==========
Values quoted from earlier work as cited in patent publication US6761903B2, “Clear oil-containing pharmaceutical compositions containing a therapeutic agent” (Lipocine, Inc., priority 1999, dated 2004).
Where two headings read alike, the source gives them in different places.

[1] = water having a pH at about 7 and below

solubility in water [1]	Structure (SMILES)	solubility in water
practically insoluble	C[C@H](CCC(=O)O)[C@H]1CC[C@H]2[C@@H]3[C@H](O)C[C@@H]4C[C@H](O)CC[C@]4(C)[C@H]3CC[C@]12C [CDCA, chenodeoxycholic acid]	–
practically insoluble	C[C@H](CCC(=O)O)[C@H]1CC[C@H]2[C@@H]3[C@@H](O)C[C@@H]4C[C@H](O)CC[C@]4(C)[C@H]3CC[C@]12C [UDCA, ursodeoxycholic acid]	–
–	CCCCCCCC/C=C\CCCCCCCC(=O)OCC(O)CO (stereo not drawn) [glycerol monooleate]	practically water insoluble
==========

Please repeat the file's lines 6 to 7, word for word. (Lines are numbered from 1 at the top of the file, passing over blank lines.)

practically insoluble	C[C@H](CCC(=O)O)[C@H]1CC[C@H]2[C@@H]3[C@@H](O)C[C@@H]4C[C@H](O)CC[C@]4(C)[C@H]3CC[C@]12C [UDCA, ursodeoxycholic acid]	–
–	CCCCCCCC/C=C\CCCCCCCC(=O)OCC(O)CO (stereo not drawn) [glycerol monooleate]	practically water insoluble